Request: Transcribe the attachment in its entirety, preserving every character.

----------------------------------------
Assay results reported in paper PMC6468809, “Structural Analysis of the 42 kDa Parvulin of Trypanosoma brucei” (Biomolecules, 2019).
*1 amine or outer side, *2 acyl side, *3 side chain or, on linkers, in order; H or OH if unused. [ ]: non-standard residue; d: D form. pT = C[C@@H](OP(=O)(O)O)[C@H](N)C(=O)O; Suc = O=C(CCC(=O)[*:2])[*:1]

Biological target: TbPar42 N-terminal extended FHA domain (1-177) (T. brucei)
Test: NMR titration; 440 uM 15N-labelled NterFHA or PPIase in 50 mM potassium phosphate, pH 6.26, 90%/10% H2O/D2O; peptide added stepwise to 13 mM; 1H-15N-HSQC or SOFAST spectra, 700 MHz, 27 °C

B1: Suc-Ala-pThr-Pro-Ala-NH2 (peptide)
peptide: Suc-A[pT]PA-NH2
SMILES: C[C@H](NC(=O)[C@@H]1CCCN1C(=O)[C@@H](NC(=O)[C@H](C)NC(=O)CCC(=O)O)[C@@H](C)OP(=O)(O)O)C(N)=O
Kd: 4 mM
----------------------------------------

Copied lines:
Assay results reported in paper PMC6468809, “Structural Analysis of the 42 kDa Parvulin of Trypanosoma brucei” (Biomolecules, 2019).
*1 amine or outer side, *2 acyl side, *3 side chain or, on linkers, in order; H or OH if unused. [ ]: non-standard residue; d: D form. pT = C[C@@H](OP(=O)(O)O)[C@H](N)C(=O)O; Suc = O=C(CCC(=O)[*:2])[*:1]

Biological target: TbPar42 N-terminal extended FHA domain (1-177) (T. brucei)
Test: NMR titration; 440 uM 15N-labelled NterFHA or PPIase in 50 mM potassium phosphate, pH 6.26, 90%/10% H2O/D2O; peptide added stepwise to 13 mM; 1H-15N-HSQC or SOFAST spectra, 700 MHz, 27 °C

B1: Suc-Ala-pThr-Pro-Ala-NH2 (peptide)
peptide: Suc-A[pT]PA-NH2
SMILES: C[C@H](NC(=O)[C@@H]1CCCN1C(=O)[C@@H](NC(=O)[C@H](C)NC(=O)CCC(=O)O)[C@@H](C)OP(=O)(O)O)C(N)=O
Kd: 4 mM